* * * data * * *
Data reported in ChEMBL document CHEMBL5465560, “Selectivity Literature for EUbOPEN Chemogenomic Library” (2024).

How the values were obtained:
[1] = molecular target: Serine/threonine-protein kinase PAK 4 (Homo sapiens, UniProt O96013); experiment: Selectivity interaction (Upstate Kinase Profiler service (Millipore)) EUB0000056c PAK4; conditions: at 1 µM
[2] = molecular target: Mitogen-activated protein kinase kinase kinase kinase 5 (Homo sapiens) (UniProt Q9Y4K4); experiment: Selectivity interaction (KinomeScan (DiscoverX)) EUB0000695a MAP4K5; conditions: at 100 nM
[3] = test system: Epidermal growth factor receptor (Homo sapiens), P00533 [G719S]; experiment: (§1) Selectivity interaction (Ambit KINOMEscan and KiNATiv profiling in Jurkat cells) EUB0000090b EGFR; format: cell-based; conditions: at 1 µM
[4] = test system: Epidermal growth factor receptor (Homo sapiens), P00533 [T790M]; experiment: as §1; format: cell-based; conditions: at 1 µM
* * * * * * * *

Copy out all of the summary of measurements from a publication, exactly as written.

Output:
Data reported in ChEMBL document CHEMBL5465560, “Selectivity Literature for EUbOPEN Chemogenomic Library” (2024).

How the values were obtained:
[1] = molecular target: Serine/threonine-protein kinase PAK 4 (Homo sapiens, UniProt O96013); experiment: Selectivity interaction (Upstate Kinase Profiler service (Millipore)) EUB0000056c PAK4; conditions: at 1 µM
[2] = molecular target: Mitogen-activated protein kinase kinase kinase kinase 5 (Homo sapiens) (UniProt Q9Y4K4); experiment: Selectivity interaction (KinomeScan (DiscoverX)) EUB0000695a MAP4K5; conditions: at 100 nM
[3] = test system: Epidermal growth factor receptor (Homo sapiens), P00533 [G719S]; experiment: (§1) Selectivity interaction (Ambit KINOMEscan and KiNATiv profiling in Jurkat cells) EUB0000090b EGFR; format: cell-based; conditions: at 1 µM
[4] = test system: Epidermal growth factor receptor (Homo sapiens), P00533 [T790M]; experiment: as §1; format: cell-based; conditions: at 1 µM